This tutorial will provide you with instructions to configure and enforce quotas for produce and fetch requests in Apache Kafka.
Apache Kafka is a distributed and highly scalable messaging system capable of handing millions of messages per second.
However, it is still possible for some producers and consumers to produce/consume huge volume of data and hence monopolize broker resources and cause network saturation. These producers/consumers can result into DOS (Denial of Service) for other producers/consumers and thus impacting other applications. This problem gets more severe in case of large multi-tenant clusters where a small set of bad clients can degrade user experience for the well behaved ones.
This problem can be addressed by having quotas to limit broker resources and network bandwidth to producers and consumers. Infact, when running Kafka as a service, Quotas become even more useful to enforce API limits according to an agreed upon contract.
How Do Quotas work?
Quotas in Apache Kafka were introduced in 0.9 version. Quotas are enforced at the Kafka broker level where each unique client id receives a fixed quota in bytes/second. This means each unique client can publish/fetch a maximum of X bytes/second per broker before it gets throttled.
Client byte rate is measured over multiple small windows (e.g. 30 windows of 1 second each) in order to detect and correct quota violations quickly.
It is important to note that Kafka brokers do not throw any error when it detects a quota violation. Instead it attempts to slow down a client exceeding quota by delaying the response. Amount of delay is computed by brokers in a way that client does not violate its quota.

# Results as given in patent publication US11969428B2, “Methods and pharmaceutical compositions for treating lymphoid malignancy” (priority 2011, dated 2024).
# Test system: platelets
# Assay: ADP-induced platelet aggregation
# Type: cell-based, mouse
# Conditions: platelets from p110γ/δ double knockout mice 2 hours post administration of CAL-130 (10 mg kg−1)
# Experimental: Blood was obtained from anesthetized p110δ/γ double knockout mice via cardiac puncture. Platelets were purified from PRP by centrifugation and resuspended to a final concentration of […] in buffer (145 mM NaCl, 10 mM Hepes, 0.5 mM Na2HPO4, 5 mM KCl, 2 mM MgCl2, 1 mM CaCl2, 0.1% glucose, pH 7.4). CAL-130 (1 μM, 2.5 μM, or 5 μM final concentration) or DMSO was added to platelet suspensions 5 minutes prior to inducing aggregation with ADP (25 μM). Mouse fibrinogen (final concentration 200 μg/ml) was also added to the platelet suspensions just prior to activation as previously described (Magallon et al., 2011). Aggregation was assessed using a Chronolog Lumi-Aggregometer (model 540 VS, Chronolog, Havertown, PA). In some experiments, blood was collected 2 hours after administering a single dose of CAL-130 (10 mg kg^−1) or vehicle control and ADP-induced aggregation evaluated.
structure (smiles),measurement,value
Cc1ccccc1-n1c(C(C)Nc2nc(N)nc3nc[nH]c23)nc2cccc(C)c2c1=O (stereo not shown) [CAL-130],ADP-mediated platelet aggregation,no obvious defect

Since, Kafka brokers do not throw any error on quota violation, there is no need of retry mechanism at client side. However, when looking for performance issues, quotas should be kept in mind and changed to get required throughput.
Configuring Parameters for Enforcing Quotas
Quotas are enforced at broker level and by default, there is a fixed quota assigned to each unique client. These default quotas can be changed in Kafka configuration file and require Kafka broker restart. For example, below configuration parameters can be used to set producer/consumer quota to 50 MB/sec -
# Sets producer quota to 50 MB quota.producer.default=52428800 # Sets consumer quota to 50 MB quota.consumer.default=52428800
However, we may need to configure different quota for different clients at run time without any restart of Kafka brokers. Fortunately, Kafka provides us with a mechanism to override quotas at client level without any restart. For example, below commands can be executed from Kafka broker home directory to configure client with id "test-client" with producer quota as 10 MB and consumer quota as 20 MB -
# Adds configuration for client with id test-client ./bin/kafka-configs.sh --zookeeper localhost:2181 --alter --add-config 'producer_byte_rate=10485760,consumer_byte_rate=20971520' --entity-name test-client --entity-type clients
Once updated, you can also verify your configurations using below describe command -
# Describe configurations ./bin/kafka-configs.sh --zookeeper localhost:2181 --describe --entity-name test-client --entity-type clients #Output of above command will be as below Configs for clients:test-client are producer_byte_rate=10485760,consumer_byte_rate=20971520
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